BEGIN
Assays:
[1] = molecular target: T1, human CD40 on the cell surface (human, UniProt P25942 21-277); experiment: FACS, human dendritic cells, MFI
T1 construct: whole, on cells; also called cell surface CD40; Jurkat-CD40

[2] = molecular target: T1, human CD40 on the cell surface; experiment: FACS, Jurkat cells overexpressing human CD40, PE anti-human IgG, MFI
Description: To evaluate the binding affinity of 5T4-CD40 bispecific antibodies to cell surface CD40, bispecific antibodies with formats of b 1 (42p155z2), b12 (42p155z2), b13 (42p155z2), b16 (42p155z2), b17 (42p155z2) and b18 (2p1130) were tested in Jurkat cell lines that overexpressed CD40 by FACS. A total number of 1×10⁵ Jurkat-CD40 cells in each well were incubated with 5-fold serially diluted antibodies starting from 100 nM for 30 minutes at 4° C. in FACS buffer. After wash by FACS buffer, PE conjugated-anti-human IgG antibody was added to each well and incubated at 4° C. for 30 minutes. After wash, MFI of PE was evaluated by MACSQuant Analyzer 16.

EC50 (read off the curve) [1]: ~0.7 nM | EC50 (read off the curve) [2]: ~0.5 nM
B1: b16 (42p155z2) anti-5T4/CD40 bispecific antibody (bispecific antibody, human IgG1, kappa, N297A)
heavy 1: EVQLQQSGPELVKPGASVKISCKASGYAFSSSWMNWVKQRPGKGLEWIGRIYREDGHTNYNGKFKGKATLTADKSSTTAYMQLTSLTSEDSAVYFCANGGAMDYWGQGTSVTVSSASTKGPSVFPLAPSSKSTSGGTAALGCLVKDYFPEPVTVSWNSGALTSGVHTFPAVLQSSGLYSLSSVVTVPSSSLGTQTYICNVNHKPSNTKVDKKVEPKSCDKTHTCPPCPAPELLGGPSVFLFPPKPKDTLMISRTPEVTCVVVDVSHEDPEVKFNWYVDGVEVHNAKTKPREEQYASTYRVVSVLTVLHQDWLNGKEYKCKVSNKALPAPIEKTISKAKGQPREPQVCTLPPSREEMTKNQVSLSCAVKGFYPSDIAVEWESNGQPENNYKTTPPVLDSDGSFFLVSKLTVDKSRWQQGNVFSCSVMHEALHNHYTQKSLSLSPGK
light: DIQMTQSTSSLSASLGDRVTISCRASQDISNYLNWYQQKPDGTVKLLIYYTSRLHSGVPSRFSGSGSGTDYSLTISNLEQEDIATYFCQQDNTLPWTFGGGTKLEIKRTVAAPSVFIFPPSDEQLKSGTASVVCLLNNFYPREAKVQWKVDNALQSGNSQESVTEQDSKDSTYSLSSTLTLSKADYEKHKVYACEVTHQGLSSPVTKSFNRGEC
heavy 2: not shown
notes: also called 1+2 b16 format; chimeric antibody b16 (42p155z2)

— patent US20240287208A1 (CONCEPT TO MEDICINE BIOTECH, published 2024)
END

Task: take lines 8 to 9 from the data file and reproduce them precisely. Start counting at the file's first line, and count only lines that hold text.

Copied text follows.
heavy 1: EVQLQQSGPELVKPGASVKISCKASGYAFSSSWMNWVKQRPGKGLEWIGRIYREDGHTNYNGKFKGKATLTADKSSTTAYMQLTSLTSEDSAVYFCANGGAMDYWGQGTSVTVSSASTKGPSVFPLAPSSKSTSGGTAALGCLVKDYFPEPVTVSWNSGALTSGVHTFPAVLQSSGLYSLSSVVTVPSSSLGTQTYICNVNHKPSNTKVDKKVEPKSCDKTHTCPPCPAPELLGGPSVFLFPPKPKDTLMISRTPEVTCVVVDVSHEDPEVKFNWYVDGVEVHNAKTKPREEQYASTYRVVSVLTVLHQDWLNGKEYKCKVSNKALPAPIEKTISKAKGQPREPQVCTLPPSREEMTKNQVSLSCAVKGFYPSDIAVEWESNGQPENNYKTTPPVLDSDGSFFLVSKLTVDKSRWQQGNVFSCSVMHEALHNHYTQKSLSLSPGK
light: DIQMTQSTSSLSASLGDRVTISCRASQDISNYLNWYQQKPDGTVKLLIYYTSRLHSGVPSRFSGSGSGTDYSLTISNLEQEDIATYFCQQDNTLPWTFGGGTKLEIKRTVAAPSVFIFPPSDEQLKSGTASVVCLLNNFYPREAKVQWKVDNALQSGNSQESVTEQDSKDSTYSLSSTLTLSKADYEKHKVYACEVTHQGLSSPVTKSFNRGEC